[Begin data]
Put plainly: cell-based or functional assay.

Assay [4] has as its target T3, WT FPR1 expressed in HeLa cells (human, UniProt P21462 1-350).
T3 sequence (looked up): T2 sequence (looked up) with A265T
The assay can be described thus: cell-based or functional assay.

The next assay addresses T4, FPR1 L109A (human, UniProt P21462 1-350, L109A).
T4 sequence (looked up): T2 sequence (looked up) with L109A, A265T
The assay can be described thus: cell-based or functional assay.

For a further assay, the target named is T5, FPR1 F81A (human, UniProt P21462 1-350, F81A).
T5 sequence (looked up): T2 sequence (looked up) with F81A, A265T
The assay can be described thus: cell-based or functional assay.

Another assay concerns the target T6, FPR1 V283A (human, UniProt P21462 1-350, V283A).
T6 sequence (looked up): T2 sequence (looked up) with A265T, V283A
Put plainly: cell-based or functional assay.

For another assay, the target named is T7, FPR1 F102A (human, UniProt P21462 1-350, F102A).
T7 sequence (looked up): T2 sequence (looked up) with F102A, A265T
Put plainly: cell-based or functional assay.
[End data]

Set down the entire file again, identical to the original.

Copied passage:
Put plainly: cell-based or functional assay.

Assay [4] has as its target T3, WT FPR1 expressed in HeLa cells (human, UniProt P21462 1-350).
T3 sequence (looked up): T2 sequence (looked up) with A265T
The assay can be described thus: cell-based or functional assay.

The next assay addresses T4, FPR1 L109A (human, UniProt P21462 1-350, L109A).
T4 sequence (looked up): T2 sequence (looked up) with L109A, A265T
The assay can be described thus: cell-based or functional assay.

For a further assay, the target named is T5, FPR1 F81A (human, UniProt P21462 1-350, F81A).
T5 sequence (looked up): T2 sequence (looked up) with F81A, A265T
The assay can be described thus: cell-based or functional assay.

Another assay concerns the target T6, FPR1 V283A (human, UniProt P21462 1-350, V283A).
T6 sequence (looked up): T2 sequence (looked up) with A265T, V283A
Put plainly: cell-based or functional assay.

For another assay, the target named is T7, FPR1 F102A (human, UniProt P21462 1-350, F102A).
T7 sequence (looked up): T2 sequence (looked up) with F102A, A265T
Put plainly: cell-based or functional assay.